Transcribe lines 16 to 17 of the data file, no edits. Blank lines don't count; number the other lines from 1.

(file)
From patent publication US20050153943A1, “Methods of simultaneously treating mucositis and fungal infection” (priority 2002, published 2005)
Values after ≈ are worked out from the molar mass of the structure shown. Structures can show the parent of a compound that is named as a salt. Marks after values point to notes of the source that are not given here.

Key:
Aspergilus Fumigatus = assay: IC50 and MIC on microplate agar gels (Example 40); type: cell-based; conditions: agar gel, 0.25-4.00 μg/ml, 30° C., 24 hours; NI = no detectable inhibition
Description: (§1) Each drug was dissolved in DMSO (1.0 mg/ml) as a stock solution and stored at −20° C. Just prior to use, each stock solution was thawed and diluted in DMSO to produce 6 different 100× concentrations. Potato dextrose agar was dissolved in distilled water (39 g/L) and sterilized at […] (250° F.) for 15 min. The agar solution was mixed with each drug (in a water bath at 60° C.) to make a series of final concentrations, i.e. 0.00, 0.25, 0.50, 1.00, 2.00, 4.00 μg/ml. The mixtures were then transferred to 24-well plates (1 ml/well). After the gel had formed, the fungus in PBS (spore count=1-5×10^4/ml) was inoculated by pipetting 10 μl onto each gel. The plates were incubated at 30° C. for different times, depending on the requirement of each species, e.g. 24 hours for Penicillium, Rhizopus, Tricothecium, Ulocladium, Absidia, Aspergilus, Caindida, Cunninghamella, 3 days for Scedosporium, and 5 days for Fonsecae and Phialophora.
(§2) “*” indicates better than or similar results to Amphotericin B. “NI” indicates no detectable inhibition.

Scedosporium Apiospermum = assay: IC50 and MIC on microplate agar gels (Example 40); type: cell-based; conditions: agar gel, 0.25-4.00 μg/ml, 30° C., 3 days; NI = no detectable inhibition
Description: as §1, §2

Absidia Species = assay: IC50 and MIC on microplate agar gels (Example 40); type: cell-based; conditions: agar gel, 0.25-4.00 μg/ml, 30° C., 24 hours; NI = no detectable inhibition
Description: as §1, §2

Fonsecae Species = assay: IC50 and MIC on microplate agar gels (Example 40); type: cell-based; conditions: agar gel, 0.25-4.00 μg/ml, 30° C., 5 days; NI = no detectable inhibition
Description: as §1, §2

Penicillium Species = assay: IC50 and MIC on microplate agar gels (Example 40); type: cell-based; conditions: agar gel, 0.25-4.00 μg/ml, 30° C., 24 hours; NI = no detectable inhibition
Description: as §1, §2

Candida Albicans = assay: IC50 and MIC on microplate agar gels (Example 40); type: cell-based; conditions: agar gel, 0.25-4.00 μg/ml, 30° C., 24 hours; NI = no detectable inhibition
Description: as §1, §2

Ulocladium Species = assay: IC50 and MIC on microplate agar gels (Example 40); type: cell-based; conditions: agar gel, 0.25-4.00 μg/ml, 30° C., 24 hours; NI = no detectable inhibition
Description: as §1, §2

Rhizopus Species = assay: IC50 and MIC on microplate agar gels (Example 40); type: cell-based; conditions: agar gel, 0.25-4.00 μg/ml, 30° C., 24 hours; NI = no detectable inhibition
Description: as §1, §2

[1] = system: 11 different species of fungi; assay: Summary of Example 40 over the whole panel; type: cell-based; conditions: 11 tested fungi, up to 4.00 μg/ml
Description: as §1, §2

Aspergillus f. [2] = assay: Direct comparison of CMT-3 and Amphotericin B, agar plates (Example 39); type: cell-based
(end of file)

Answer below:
Description: as §1, §2

Ulocladium Species = assay: IC50 and MIC on microplate agar gels (Example 40); type: cell-based; conditions: agar gel, 0.25-4.00 μg/ml, 30° C., 24 hours; NI = no detectable inhibition